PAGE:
Housing Market in California

Despite some popular belief I think that the market is very clearly, however slowly – picking up.

This past year we’ve seen big money investors like Wall Street hedge funds, private equity firms, and those with extra cash to spend gobbling up opportunities on foreclosed homes and turning them into rental properties. This is happening all over the California real estate market. The point being I think that we’ve seen the market hit rock bottom and the only way left to go is up. However slow that could be.

This year I think we will see a pretty steady price level – maybe a little bit of increase but it’s not going to do anything too unexpected. But the buying of foreclosed home for remodeling or as rentals is what anyone with some money to spare is getting themselves into.

In a TV interview even world-renowned moneyman and trading tycoon extraordinaire Warren Buffet said that he would be buying homes right now if he could figure out how to manage the properties.

He told CNBC “If I had a way of buying a couple hundred thousand single-family homes and if I had a way of managing … I would load up on them.”

I think that’s a good indicator of the type of market we are looking at – one that’s going to be getting better and better. And the people who have the extra cash have already been preparing. It’s a smart move no doubt – it will be interesting to see their return on investment a few years down the road.

A spokesman from GTIS partners recently reportedly said that his firm is planning on buying $1 billion worth of single-family properties and turning them into rentals. And even Oaktree Capital Management in LA told the public of its plans to begin raising money to buy $450 million worth. People are buying these homes like crazy.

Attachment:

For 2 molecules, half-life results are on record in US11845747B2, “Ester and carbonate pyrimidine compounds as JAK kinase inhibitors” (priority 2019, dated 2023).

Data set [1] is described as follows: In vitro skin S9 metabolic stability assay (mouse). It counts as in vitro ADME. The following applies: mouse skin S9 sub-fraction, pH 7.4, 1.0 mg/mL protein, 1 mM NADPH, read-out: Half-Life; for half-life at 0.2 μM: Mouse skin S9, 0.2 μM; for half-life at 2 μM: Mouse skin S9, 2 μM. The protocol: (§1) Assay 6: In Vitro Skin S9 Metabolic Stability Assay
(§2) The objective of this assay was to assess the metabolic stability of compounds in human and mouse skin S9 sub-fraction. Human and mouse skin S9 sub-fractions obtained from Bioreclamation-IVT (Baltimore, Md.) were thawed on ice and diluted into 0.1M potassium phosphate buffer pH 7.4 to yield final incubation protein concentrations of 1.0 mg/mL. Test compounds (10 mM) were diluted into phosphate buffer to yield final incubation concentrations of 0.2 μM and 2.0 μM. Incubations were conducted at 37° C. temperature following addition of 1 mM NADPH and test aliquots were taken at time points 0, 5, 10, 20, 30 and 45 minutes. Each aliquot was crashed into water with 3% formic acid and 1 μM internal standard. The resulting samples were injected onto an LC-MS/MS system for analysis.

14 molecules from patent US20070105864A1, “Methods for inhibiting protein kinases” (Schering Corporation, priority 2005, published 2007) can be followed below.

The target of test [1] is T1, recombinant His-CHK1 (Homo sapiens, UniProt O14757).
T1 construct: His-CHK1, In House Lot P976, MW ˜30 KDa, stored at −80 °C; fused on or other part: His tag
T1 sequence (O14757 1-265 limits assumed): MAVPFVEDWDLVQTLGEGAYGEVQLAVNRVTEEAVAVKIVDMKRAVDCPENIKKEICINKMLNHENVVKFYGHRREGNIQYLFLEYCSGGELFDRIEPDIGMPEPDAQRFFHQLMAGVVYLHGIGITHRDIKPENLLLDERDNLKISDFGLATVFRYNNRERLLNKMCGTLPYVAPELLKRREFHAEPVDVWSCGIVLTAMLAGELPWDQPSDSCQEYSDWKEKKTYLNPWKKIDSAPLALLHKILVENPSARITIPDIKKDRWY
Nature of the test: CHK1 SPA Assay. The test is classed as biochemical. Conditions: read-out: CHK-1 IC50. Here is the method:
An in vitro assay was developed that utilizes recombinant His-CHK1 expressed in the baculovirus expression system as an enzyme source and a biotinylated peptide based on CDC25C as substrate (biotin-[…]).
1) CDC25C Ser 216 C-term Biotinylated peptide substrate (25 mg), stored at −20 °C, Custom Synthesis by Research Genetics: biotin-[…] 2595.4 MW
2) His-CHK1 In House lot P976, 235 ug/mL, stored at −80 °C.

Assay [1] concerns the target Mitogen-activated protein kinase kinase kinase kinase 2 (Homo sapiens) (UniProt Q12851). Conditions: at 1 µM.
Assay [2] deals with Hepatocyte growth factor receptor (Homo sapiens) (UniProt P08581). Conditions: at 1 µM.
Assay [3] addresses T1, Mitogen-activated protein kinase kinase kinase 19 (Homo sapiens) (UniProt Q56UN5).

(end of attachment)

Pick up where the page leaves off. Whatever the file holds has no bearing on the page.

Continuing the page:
But, it’s important to consider that unemployment is still very real for Californians. In January the unemployment rate in LA was 11.8%, which is only a 2% drop from the previous month. In Orange County it did the opposite by rising 2%. These aren’t good numbers by any means, and the fact that all of these homes have been foreclosed on isn’t either.

The real issues are that there is a lot more activity happening in the market, which is making the market improve slightly but the problem is that the rise is due to the foreclosures. This means that the average to lower income families are turning over on their house payments – because they can’t make them, and big business is coming in like the hawks for what’s left.

For a real economic comeback we’ve got to have everyone improving to some extent – not just the rich guys who are taking advantage of the unemployed people loosing their homes. For a real comeback everyone – well, at least most people – have to be gaining.

We’re not there yet, but we are closer today than we were yesterday.